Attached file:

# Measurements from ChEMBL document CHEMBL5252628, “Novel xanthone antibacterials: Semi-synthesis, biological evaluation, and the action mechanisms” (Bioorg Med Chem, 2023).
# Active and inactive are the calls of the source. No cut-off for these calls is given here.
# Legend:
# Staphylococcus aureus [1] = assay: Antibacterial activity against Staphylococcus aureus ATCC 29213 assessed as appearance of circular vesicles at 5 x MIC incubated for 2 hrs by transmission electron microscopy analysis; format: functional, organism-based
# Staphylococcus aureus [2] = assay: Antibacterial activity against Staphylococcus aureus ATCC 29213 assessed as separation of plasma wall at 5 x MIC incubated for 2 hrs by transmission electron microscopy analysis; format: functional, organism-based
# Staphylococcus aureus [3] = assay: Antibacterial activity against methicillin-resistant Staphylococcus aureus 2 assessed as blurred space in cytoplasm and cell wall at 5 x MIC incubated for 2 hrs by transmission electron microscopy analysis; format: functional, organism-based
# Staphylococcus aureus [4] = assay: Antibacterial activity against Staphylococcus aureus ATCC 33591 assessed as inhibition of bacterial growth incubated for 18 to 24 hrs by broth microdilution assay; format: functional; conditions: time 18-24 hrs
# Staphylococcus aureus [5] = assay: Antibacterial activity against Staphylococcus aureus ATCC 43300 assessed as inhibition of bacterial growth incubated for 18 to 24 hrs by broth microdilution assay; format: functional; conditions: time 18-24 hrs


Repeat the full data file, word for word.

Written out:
# Measurements from ChEMBL document CHEMBL5252628, “Novel xanthone antibacterials: Semi-synthesis, biological evaluation, and the action mechanisms” (Bioorg Med Chem, 2023).
# Active and inactive are the calls of the source. No cut-off for these calls is given here.
# Legend:
# Staphylococcus aureus [1] = assay: Antibacterial activity against Staphylococcus aureus ATCC 29213 assessed as appearance of circular vesicles at 5 x MIC incubated for 2 hrs by transmission electron microscopy analysis; format: functional, organism-based
# Staphylococcus aureus [2] = assay: Antibacterial activity against Staphylococcus aureus ATCC 29213 assessed as separation of plasma wall at 5 x MIC incubated for 2 hrs by transmission electron microscopy analysis; format: functional, organism-based
# Staphylococcus aureus [3] = assay: Antibacterial activity against methicillin-resistant Staphylococcus aureus 2 assessed as blurred space in cytoplasm and cell wall at 5 x MIC incubated for 2 hrs by transmission electron microscopy analysis; format: functional, organism-based
# Staphylococcus aureus [4] = assay: Antibacterial activity against Staphylococcus aureus ATCC 33591 assessed as inhibition of bacterial growth incubated for 18 to 24 hrs by broth microdilution assay; format: functional; conditions: time 18-24 hrs
# Staphylococcus aureus [5] = assay: Antibacterial activity against Staphylococcus aureus ATCC 43300 assessed as inhibition of bacterial growth incubated for 18 to 24 hrs by broth microdilution assay; format: functional; conditions: time 18-24 hrs